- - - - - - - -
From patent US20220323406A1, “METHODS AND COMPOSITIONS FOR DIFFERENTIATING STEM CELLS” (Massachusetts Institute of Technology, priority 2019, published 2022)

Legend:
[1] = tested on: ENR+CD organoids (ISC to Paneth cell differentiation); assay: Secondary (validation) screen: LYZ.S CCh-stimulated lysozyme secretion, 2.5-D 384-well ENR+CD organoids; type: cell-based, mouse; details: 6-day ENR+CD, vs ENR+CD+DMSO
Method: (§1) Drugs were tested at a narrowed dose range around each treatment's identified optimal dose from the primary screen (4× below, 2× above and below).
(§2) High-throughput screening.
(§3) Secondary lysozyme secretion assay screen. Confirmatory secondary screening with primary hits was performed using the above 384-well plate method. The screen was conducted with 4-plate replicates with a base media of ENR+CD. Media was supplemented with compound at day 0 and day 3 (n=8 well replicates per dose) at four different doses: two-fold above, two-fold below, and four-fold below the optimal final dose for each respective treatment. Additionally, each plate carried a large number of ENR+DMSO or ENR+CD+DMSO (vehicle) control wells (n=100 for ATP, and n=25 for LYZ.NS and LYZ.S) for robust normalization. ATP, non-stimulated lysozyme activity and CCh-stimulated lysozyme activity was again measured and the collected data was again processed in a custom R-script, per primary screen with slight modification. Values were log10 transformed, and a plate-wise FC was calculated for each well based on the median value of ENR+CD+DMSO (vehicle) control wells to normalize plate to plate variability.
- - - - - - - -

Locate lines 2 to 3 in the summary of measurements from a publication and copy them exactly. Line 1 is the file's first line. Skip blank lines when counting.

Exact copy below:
Legend:
[1] = tested on: ENR+CD organoids (ISC to Paneth cell differentiation); assay: Secondary (validation) screen: LYZ.S CCh-stimulated lysozyme secretion, 2.5-D 384-well ENR+CD organoids; type: cell-based, mouse; details: 6-day ENR+CD, vs ENR+CD+DMSO